Seattle Mariners Starting Rotation: Spring Training Stats Not Flattering, Mariners Struggling

Seattle Mariners' starting rotation questions still plague the team during Spring Training. The Mariners have several pitchers competing for a spot in the 2016 starting rotation, but some of the stats getting put up in Spring Training have not been flattering. Through 19 games in Arizona, the starting pitchers for the Mariners have a 5.83 ERA and 1.59 WHIP. This certainly isn't what newly-hired manager Scott Servais wanted to see from his team in March.

It's easy to make an excuse that the Seattle Mariners starting rotation is only struggling because it is Spring Training and that this doesn't mean the team will continue pitching badly in the regular season. It's important to point out, though, that teams with strong rotations like the Washington Nationals and Chicago Cubs aren't going through those same struggles. This could make it difficult for the Mariners to settle on five starting pitchers when Opening Day draws closer.

Mike Montgomery has the best results from the Seattle Mariners starting pitchers this spring. Though he has only made one start, he allowed no runs and just two hits over three innings of work. The only other starting pitcher with an ERA below the 5.40 of Wade Miley belongs to Nathan Karns. Karns has started four games and pitched 13-and-two-thirds innings during Spring Training. During that time is has an ERA of 3.29, a WHIP of 1.32, and opponents are hitting 0.271 against him. As for Miley, he has pitched five innings over two starts, posting a 5.40 ERA and 1.20 WHIP.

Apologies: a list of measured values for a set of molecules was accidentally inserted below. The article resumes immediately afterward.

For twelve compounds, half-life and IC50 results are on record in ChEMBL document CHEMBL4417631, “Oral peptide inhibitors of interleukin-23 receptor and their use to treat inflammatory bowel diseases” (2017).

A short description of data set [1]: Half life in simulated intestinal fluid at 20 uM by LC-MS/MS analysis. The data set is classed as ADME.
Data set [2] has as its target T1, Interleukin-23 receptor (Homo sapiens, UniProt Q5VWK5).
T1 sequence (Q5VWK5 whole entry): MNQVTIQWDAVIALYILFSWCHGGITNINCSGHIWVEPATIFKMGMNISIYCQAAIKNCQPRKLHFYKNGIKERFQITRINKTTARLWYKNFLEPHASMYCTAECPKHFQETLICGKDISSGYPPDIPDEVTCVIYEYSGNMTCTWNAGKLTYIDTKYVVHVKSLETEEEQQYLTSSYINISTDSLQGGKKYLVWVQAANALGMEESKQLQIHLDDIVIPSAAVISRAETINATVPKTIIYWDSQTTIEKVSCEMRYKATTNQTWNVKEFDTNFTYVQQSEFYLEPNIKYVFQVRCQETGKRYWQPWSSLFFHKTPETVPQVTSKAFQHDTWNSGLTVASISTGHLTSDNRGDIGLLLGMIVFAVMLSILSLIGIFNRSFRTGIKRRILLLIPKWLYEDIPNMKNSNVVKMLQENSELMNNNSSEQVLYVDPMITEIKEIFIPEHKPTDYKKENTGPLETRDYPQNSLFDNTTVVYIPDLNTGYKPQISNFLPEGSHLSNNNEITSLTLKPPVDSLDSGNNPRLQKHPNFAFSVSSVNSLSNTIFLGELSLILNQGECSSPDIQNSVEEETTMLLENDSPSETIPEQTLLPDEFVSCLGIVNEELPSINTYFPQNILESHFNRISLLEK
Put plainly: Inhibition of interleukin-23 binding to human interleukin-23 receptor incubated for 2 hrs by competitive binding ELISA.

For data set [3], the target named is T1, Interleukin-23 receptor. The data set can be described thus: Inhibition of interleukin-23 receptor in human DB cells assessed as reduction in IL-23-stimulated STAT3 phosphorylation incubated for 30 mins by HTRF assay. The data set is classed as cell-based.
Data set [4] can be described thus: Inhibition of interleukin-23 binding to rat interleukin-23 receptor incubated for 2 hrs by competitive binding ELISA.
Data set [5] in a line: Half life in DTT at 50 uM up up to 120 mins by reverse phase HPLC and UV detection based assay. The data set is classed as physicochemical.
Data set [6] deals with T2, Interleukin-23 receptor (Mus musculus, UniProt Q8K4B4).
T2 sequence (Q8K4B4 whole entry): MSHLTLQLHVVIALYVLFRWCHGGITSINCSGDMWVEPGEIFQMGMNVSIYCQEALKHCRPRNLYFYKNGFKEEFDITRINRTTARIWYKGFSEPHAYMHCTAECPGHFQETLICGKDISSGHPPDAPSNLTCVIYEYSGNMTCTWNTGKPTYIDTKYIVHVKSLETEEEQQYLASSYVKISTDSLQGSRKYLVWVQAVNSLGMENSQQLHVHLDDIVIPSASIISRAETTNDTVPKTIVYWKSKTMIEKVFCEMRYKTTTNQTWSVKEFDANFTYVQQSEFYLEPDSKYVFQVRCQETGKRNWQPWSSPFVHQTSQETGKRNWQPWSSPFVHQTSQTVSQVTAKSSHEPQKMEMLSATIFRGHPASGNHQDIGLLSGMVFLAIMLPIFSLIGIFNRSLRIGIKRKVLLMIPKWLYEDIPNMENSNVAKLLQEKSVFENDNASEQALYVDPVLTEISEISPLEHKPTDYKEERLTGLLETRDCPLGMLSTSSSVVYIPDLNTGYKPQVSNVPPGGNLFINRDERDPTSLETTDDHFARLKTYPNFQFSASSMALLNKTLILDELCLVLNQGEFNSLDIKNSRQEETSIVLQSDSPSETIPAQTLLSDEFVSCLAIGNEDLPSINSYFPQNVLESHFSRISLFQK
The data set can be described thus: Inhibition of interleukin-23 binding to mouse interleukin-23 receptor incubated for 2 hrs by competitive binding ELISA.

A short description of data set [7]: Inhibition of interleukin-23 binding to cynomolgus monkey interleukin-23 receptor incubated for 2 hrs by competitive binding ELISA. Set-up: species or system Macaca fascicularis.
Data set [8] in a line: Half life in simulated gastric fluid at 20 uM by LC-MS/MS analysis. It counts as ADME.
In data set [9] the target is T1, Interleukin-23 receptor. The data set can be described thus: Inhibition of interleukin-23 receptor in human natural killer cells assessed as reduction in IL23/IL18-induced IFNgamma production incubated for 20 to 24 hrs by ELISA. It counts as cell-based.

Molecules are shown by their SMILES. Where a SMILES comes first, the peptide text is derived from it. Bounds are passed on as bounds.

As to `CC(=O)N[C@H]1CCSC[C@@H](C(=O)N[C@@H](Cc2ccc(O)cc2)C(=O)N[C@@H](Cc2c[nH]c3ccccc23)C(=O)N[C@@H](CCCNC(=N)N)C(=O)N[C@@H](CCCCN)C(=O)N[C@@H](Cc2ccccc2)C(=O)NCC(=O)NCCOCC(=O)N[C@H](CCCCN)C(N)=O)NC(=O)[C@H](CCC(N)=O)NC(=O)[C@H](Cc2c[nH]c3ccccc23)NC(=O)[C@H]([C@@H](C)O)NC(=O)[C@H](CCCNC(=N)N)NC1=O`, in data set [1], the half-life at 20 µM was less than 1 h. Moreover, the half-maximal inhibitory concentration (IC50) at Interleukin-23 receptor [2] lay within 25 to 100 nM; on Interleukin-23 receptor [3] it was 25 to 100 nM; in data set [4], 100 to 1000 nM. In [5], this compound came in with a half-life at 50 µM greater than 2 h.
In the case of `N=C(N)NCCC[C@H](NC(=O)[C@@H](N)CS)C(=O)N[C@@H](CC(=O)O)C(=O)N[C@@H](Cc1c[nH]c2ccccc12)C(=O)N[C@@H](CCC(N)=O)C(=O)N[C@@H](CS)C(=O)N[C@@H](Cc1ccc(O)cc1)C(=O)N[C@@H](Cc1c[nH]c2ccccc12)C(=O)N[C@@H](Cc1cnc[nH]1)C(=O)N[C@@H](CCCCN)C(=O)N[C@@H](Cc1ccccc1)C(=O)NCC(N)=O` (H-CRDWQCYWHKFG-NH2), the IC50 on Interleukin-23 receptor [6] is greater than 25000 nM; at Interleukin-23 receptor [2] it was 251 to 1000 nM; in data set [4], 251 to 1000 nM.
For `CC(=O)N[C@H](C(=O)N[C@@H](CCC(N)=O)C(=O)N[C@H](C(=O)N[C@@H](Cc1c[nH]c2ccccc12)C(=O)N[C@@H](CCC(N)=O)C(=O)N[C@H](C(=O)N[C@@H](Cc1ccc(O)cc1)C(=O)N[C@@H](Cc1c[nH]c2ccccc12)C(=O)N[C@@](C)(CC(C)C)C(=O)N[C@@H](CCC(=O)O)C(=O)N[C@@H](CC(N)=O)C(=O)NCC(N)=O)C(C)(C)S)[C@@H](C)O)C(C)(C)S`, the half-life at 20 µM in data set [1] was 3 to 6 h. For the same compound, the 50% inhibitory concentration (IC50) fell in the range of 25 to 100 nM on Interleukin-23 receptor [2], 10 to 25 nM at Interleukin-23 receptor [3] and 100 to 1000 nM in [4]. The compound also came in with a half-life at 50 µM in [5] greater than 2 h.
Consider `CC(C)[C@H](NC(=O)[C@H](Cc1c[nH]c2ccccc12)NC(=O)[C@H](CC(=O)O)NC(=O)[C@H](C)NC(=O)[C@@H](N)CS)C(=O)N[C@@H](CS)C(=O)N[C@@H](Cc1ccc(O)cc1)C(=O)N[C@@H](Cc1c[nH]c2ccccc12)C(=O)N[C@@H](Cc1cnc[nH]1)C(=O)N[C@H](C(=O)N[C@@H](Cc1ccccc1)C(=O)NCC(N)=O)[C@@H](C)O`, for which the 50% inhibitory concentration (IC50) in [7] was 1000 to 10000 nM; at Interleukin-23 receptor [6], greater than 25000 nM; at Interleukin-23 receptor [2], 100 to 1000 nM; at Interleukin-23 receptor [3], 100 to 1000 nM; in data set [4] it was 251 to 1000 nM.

Taijuan WAlker With Mariners
(Photo by Otto Greule Jr/Getty Images)

Hisashi Iwakuma has made three spring starts, posting a 5.87 ERA and 1.43 WHIP over 7-and-two-thirds innings of work. Taijuan Walker has pitched 8-and-one-third innings over three starts as well, with an ERA of 6.48 and a WHIP of 1.56. In just one spring start, Felix Hernandez has an 11.57 ERA and 3.00 EHIP in 2-and-one-third innings of work. The pitcher who has struggled the most, though, is left-hander James Paxton. Paxton has only lasted 11 innings in his four starts, giving up 21 base runners and 12 runs. Paxton now has an ERA of 9.00 and a WHIP of 1.91 this spring.

Though the Seattle Mariners starting rotation has not looked good during Spring Training, there is some small good news that is coming out of Arizona. Three other American League West teams have worse numbers than the Mariners so far. The Texas Rangers have a 6.07 ERA and 1.91 WHIP, the Los Angeles Angels are at a 6.43 ERA and 1.59 WHIP, and the Oakland Athletics have a 6.65 ERA and 1.68 WHIP from their starting pitcher. The Houston Astros lead the pack with a 3.94 ERA and 1.33 WHIP thus far. Again, these are all just Spring Training numbers, but it could also be indicative of a problem with the team.

So who will make the Seattle Mariners' starting rotation for the 2016 MLB season? The only guaranteed names are Felix Hernandez and Hisashi Iwakuma. The pitchers with an inside track are Wade Miley and Taijuan Walker, leaving the fifth spot as an open competition. Based on the early Spring Training numbers, Nathan Karns seems to be the favorite. Mike Montgomery has been used out of the bullpen, suggesting that the team could move him there during the regular season. With the struggles that James Paxton has been having he too could see time in the bullpen unless he gets optioned back to Triple-A Tacoma.

James Paxton With Mariners
(Photo by Otto Greule Jr/Getty Images)

As previously reported by The Inquisitr, there are a lot of players on the roster that have struggled during Spring Training. It leaves a lot of question marks about how the 25-man roster could look, but it got a bit easier to predict when catcher Mike Zunino and outfielder Boog Powell were demoted on March 18. With a 9-8 record in Arizona, the outlook for the Seattle Mariners isn't exactly horrible. The team will need its starting pitching to go deeper into games during the 2016 MLB season, though, as the bullpen will have a host of faces trying to keep their new jobs.

[Photo by Stephen Dunn/Getty Images]